Corn closed lower for much of the week again last week but closed with a strong rally on Friday. The market had been pushed lower by ideas that corn crops are in good condition in the Midwest and as trade fears created by the US government continue to affect demand ideas. USDA said a week ago they intend to include revised demand projections in its monthly supply and demand updates if the tariffs are imposed this week.
However, export demand until now has been very strong, and it is very likely that USDA will need to raise export demand estimates in the monthly supply and demand updates this week. Plus, the word from Washington is that NAFTA talks are proceeding well and a favorable outcome is expected. Even so, Mexico and Canada have been slapped with some tariffs and have retaliated against US agricultural imports.
The Mexican tariffs have caused some loss in feed grain demand, but have really hurt meat and pork and dairy demand. Mexico is the largest buyer of US corn and could start to look elsewhere for supplies if the tariffs and counter tariffs are continued for the longer term. Ideas that corn crops are in good condition in the Midwest also keep some selling interest alive. USDA condition ratings have been very high and should remain high as the crop has been planted and is mostly emerged and growing well.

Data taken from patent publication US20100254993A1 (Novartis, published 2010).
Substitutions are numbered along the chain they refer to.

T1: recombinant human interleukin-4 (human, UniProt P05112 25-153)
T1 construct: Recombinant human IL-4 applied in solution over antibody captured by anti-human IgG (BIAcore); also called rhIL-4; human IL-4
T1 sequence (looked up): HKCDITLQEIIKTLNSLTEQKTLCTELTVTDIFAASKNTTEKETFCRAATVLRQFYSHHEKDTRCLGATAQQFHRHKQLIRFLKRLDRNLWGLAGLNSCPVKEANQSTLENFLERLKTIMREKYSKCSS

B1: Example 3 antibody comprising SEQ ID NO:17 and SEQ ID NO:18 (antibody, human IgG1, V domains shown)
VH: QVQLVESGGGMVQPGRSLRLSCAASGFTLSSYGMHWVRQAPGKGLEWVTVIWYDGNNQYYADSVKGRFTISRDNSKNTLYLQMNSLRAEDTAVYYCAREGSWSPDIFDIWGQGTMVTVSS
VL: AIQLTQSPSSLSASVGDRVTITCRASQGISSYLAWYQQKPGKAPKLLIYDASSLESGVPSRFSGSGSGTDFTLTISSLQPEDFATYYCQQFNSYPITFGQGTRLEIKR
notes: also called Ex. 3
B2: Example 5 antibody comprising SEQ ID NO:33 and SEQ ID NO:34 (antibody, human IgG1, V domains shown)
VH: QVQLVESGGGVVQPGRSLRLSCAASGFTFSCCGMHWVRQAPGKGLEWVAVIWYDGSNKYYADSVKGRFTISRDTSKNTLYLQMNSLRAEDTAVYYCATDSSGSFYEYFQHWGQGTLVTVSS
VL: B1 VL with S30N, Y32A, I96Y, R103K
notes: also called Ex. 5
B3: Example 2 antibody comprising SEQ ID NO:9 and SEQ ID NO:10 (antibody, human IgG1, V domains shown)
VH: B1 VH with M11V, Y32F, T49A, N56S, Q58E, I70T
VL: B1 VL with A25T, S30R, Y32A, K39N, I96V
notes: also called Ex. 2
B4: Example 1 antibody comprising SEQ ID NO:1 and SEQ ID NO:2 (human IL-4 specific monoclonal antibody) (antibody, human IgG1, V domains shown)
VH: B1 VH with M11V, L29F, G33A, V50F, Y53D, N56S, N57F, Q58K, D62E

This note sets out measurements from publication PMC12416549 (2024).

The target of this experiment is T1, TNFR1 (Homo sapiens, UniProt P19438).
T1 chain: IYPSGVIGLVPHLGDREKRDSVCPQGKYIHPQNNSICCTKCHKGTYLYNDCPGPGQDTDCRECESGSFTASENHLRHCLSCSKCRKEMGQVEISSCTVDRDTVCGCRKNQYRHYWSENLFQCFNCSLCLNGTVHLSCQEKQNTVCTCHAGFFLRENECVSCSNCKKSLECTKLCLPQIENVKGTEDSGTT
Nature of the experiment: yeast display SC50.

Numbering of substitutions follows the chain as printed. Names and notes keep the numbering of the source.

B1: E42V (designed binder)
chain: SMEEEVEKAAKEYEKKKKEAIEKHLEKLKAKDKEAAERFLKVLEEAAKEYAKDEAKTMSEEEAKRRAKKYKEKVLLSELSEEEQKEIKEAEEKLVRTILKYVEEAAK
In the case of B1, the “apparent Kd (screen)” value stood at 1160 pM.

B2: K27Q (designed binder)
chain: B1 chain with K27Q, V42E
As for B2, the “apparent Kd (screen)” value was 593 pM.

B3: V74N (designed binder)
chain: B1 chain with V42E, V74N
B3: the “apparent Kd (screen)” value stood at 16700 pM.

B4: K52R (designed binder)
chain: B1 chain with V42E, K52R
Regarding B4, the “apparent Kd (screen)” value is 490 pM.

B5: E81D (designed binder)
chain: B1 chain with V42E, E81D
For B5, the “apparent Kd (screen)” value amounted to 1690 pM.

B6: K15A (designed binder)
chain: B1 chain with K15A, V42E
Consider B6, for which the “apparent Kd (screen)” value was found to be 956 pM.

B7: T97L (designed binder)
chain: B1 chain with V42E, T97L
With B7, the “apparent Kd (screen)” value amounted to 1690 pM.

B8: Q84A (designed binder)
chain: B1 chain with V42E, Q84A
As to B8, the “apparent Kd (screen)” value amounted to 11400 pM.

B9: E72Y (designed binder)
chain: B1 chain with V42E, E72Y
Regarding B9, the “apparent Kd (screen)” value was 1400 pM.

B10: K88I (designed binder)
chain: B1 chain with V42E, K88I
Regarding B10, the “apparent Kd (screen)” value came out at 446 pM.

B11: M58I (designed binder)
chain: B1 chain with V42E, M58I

There has been too much rain in some northern areas, and some southwestern Midwest areas have been too dry. There will be some hot and dry weather in the forecast for the next couple of weeks. Domestic demand remains strong, and demand for ethanol is expected to remain strong. USDA will increase new crop production estimates in its next round of supply and demand estimates based on higher than expected planted area combined with its calculated yield.